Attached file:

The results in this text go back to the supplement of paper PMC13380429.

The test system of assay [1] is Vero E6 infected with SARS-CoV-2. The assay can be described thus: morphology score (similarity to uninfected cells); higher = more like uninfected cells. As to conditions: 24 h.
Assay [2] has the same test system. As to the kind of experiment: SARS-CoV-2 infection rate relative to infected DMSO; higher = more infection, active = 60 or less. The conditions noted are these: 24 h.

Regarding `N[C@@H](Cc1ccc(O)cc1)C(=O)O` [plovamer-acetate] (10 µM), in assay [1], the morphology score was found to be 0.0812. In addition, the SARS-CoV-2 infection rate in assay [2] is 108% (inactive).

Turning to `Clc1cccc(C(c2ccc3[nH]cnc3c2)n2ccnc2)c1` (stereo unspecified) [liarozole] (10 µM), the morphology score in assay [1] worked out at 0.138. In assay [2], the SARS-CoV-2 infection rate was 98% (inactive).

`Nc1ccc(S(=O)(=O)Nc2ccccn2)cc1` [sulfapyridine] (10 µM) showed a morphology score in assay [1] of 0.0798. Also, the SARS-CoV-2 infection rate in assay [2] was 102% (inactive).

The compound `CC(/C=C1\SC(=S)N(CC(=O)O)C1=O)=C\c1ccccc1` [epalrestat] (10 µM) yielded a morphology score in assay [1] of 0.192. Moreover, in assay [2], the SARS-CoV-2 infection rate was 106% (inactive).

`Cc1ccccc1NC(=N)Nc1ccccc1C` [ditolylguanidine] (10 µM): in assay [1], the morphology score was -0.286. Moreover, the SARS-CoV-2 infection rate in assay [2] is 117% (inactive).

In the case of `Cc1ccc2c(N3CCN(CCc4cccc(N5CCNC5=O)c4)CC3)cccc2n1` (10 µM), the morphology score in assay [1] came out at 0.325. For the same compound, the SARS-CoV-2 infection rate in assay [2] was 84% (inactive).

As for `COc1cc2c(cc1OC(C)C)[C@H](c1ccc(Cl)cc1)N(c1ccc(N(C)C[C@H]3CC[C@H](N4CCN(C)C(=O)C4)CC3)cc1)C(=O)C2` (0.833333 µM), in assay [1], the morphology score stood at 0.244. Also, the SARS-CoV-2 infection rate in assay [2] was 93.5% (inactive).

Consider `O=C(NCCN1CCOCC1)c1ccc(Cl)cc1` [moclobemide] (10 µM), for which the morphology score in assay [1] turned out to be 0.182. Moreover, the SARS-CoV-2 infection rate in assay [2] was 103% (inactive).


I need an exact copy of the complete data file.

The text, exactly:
The results in this text go back to the supplement of paper PMC13380429.

The test system of assay [1] is Vero E6 infected with SARS-CoV-2. The assay can be described thus: morphology score (similarity to uninfected cells); higher = more like uninfected cells. As to conditions: 24 h.
Assay [2] has the same test system. As to the kind of experiment: SARS-CoV-2 infection rate relative to infected DMSO; higher = more infection, active = 60 or less. The conditions noted are these: 24 h.

Regarding `N[C@@H](Cc1ccc(O)cc1)C(=O)O` [plovamer-acetate] (10 µM), in assay [1], the morphology score was found to be 0.0812. In addition, the SARS-CoV-2 infection rate in assay [2] is 108% (inactive).

Turning to `Clc1cccc(C(c2ccc3[nH]cnc3c2)n2ccnc2)c1` (stereo unspecified) [liarozole] (10 µM), the morphology score in assay [1] worked out at 0.138. In assay [2], the SARS-CoV-2 infection rate was 98% (inactive).

`Nc1ccc(S(=O)(=O)Nc2ccccn2)cc1` [sulfapyridine] (10 µM) showed a morphology score in assay [1] of 0.0798. Also, the SARS-CoV-2 infection rate in assay [2] was 102% (inactive).

The compound `CC(/C=C1\SC(=S)N(CC(=O)O)C1=O)=C\c1ccccc1` [epalrestat] (10 µM) yielded a morphology score in assay [1] of 0.192. Moreover, in assay [2], the SARS-CoV-2 infection rate was 106% (inactive).

`Cc1ccccc1NC(=N)Nc1ccccc1C` [ditolylguanidine] (10 µM): in assay [1], the morphology score was -0.286. Moreover, the SARS-CoV-2 infection rate in assay [2] is 117% (inactive).

In the case of `Cc1ccc2c(N3CCN(CCc4cccc(N5CCNC5=O)c4)CC3)cccc2n1` (10 µM), the morphology score in assay [1] came out at 0.325. For the same compound, the SARS-CoV-2 infection rate in assay [2] was 84% (inactive).

As for `COc1cc2c(cc1OC(C)C)[C@H](c1ccc(Cl)cc1)N(c1ccc(N(C)C[C@H]3CC[C@H](N4CCN(C)C(=O)C4)CC3)cc1)C(=O)C2` (0.833333 µM), in assay [1], the morphology score stood at 0.244. Also, the SARS-CoV-2 infection rate in assay [2] was 93.5% (inactive).

Consider `O=C(NCCN1CCOCC1)c1ccc(Cl)cc1` [moclobemide] (10 µM), for which the morphology score in assay [1] turned out to be 0.182. Moreover, the SARS-CoV-2 infection rate in assay [2] was 103% (inactive).